My hope for Liljegren is that he’s slightly above league average both offensively and defensively. He’s one of the better defensemen in the AHL and it’s important to remember that he’s still quite young. Unless you’re absolutely elite offensively, like Cale Makar or Quinn Hughes, defensemen take quite a while to develop. There simply aren’t many defensemen in the league who were born in 1999 or later and are contributing to a contending team.

Liljegren needs to bring more to the table offensively during his next NHL call-up rather than trying to be completely unnoticeable. Based on his play in the AHL last season, I expect him to do just that. If he can continue his year-over-year offensive growth, I still think he could be a top-four option, but he can be a bit clumsy at times and he’ll need to avoid the big mistakes. He could hold his own in an NHL role today, but since he’s not waiver eligible next season, the Leafs don’t necessarily have to rush here.

3. Rodion Amirov, 6’1″ LW/RW, Ufa (KHL)

Rodion Amirov of the Toronto Maple Leafs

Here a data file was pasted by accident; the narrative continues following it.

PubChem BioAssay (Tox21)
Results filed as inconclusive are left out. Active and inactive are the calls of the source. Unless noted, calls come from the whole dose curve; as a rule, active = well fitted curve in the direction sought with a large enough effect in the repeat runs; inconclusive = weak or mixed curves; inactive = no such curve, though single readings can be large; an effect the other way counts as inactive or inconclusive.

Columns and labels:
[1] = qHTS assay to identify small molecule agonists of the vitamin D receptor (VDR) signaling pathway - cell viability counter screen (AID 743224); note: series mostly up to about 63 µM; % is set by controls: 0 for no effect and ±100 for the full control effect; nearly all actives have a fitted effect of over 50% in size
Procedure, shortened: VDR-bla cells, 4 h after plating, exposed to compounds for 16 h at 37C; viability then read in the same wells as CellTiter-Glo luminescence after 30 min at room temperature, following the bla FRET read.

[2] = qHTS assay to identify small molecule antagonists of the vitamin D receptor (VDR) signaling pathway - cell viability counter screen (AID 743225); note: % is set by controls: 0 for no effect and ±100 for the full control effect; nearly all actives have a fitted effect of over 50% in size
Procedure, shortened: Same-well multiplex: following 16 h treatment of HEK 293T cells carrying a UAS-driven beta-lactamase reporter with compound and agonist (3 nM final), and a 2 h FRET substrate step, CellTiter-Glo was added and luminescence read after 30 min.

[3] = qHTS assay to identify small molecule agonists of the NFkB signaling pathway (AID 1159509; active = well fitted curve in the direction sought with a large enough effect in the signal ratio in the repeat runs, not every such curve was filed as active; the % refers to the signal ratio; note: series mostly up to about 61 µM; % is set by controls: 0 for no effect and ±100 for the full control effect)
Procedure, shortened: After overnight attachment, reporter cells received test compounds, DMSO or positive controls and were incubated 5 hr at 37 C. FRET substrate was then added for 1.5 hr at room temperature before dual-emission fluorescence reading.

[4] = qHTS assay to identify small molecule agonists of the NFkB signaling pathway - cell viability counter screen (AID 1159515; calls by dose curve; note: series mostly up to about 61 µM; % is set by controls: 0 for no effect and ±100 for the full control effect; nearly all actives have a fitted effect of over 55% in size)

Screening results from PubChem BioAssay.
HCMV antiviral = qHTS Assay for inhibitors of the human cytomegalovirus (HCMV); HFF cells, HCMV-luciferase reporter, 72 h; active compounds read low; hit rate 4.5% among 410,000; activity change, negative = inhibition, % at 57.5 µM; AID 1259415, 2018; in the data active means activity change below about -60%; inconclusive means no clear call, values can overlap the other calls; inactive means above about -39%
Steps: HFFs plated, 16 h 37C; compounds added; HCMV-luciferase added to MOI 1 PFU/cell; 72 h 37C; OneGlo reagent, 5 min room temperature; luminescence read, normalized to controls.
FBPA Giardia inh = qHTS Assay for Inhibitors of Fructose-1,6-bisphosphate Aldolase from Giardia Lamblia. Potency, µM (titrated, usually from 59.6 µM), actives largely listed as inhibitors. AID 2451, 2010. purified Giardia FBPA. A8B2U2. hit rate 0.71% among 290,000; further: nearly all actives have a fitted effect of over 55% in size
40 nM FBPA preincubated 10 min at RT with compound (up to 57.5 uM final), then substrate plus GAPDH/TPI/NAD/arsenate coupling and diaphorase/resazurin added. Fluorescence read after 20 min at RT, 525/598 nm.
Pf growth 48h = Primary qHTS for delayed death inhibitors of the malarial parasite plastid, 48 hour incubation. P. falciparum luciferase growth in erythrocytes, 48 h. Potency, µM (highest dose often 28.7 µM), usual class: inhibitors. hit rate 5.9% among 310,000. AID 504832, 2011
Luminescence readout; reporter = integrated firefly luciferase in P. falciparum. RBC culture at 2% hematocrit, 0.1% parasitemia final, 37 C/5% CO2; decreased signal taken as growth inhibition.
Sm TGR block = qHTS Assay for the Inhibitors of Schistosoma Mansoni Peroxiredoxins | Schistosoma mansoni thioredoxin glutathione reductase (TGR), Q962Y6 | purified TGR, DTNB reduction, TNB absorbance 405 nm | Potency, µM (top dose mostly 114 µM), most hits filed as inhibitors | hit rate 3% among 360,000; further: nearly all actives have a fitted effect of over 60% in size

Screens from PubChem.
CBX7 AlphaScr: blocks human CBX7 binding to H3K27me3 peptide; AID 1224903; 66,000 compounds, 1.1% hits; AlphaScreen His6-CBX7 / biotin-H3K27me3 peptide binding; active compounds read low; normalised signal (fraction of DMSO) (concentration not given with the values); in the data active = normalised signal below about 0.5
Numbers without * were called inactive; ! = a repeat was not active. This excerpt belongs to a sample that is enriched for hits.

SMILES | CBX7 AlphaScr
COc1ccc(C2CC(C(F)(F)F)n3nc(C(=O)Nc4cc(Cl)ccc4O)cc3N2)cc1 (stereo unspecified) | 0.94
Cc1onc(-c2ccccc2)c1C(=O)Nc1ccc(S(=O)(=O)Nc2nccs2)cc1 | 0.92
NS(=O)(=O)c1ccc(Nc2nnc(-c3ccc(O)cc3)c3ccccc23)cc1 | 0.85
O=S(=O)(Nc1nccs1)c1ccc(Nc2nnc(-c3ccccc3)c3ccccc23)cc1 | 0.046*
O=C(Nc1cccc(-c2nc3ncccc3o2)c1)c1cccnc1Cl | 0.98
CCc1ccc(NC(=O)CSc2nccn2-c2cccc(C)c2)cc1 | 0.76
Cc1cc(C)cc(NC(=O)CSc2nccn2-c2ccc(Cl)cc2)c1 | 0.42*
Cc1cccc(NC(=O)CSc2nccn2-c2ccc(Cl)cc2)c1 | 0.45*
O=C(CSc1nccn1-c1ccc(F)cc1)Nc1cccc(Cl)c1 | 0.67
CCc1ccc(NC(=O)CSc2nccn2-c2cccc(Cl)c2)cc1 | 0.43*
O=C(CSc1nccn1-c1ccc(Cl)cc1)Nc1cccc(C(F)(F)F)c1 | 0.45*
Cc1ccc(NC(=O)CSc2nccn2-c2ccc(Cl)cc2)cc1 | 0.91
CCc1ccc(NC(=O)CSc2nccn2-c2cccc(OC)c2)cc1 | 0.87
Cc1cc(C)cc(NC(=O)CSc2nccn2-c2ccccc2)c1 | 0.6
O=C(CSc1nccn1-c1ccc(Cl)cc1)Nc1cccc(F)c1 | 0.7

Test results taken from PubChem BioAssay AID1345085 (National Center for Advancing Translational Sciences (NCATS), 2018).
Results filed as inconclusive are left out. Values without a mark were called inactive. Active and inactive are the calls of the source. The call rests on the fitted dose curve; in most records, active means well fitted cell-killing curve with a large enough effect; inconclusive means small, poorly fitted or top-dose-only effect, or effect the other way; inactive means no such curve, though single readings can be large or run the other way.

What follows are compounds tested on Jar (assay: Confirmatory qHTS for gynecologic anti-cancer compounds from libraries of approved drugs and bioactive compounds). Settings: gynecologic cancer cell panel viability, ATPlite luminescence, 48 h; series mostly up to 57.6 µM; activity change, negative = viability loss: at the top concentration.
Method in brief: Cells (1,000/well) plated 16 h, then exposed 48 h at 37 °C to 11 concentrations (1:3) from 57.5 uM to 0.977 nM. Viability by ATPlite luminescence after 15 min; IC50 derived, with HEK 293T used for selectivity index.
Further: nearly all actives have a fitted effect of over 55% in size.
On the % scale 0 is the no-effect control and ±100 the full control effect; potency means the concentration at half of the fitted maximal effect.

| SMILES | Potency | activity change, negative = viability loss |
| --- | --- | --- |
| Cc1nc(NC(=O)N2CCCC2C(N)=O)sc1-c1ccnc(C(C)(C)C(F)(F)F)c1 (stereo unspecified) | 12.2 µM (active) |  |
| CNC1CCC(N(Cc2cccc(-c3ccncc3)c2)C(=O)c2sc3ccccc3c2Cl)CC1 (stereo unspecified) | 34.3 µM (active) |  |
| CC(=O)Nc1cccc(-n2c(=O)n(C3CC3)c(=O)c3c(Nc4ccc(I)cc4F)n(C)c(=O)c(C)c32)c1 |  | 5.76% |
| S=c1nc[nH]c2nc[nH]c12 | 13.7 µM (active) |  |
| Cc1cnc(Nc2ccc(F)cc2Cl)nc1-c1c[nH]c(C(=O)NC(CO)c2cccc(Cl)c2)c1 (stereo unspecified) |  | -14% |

Maple Leafs prospect Rodion Amirov

Skating: 60-65
Puck Handling: 60
Playmaking: 50
Shooting: 50-55
Physical Game: 45-50

Amirov is a skilled transition forward who scored a lacrosse-style goal just before his draft day. Due to this, some people think that he’s a “boom or bust” type of prospect who needs to score in bunches in order to make the NHL. However, this is simply not the case.

Amirov was basically the Ilya Mikheyev of his KHL team last season. His length, skating, and reach make him a strong neutral zone defender, while the majority of his offense comes off of the rush. He’s not playing on a KHL penalty kill as a teenager, but he’s always killed penalties when playing for Russia in international tournaments, and he’s going to be quite good at it at the NHL level.